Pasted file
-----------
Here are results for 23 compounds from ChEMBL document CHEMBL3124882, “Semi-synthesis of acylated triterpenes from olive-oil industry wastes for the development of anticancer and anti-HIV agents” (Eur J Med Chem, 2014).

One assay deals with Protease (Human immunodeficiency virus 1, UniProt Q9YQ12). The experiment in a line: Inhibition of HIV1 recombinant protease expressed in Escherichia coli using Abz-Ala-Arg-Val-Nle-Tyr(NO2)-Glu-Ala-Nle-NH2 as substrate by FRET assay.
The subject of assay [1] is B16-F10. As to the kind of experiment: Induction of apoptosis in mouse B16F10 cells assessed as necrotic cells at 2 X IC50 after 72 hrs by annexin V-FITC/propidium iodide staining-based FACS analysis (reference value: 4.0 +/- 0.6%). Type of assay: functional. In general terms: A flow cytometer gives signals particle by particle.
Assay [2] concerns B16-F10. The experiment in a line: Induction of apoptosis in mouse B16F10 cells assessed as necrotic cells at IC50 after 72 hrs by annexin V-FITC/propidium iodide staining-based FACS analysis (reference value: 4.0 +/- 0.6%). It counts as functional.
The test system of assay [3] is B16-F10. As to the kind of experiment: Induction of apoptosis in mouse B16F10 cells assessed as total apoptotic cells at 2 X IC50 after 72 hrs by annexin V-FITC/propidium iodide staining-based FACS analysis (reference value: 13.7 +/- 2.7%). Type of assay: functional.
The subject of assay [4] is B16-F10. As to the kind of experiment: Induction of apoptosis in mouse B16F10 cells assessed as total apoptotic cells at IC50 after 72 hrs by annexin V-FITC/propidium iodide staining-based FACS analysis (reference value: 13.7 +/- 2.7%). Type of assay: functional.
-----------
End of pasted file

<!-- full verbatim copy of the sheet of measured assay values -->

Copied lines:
Here are results for 23 compounds from ChEMBL document CHEMBL3124882, “Semi-synthesis of acylated triterpenes from olive-oil industry wastes for the development of anticancer and anti-HIV agents” (Eur J Med Chem, 2014).

One assay deals with Protease (Human immunodeficiency virus 1, UniProt Q9YQ12). The experiment in a line: Inhibition of HIV1 recombinant protease expressed in Escherichia coli using Abz-Ala-Arg-Val-Nle-Tyr(NO2)-Glu-Ala-Nle-NH2 as substrate by FRET assay.
The subject of assay [1] is B16-F10. As to the kind of experiment: Induction of apoptosis in mouse B16F10 cells assessed as necrotic cells at 2 X IC50 after 72 hrs by annexin V-FITC/propidium iodide staining-based FACS analysis (reference value: 4.0 +/- 0.6%). Type of assay: functional. In general terms: A flow cytometer gives signals particle by particle.
Assay [2] concerns B16-F10. The experiment in a line: Induction of apoptosis in mouse B16F10 cells assessed as necrotic cells at IC50 after 72 hrs by annexin V-FITC/propidium iodide staining-based FACS analysis (reference value: 4.0 +/- 0.6%). It counts as functional.
The test system of assay [3] is B16-F10. As to the kind of experiment: Induction of apoptosis in mouse B16F10 cells assessed as total apoptotic cells at 2 X IC50 after 72 hrs by annexin V-FITC/propidium iodide staining-based FACS analysis (reference value: 13.7 +/- 2.7%). Type of assay: functional.
The subject of assay [4] is B16-F10. As to the kind of experiment: Induction of apoptosis in mouse B16F10 cells assessed as total apoptotic cells at IC50 after 72 hrs by annexin V-FITC/propidium iodide staining-based FACS analysis (reference value: 13.7 +/- 2.7%). Type of assay: functional.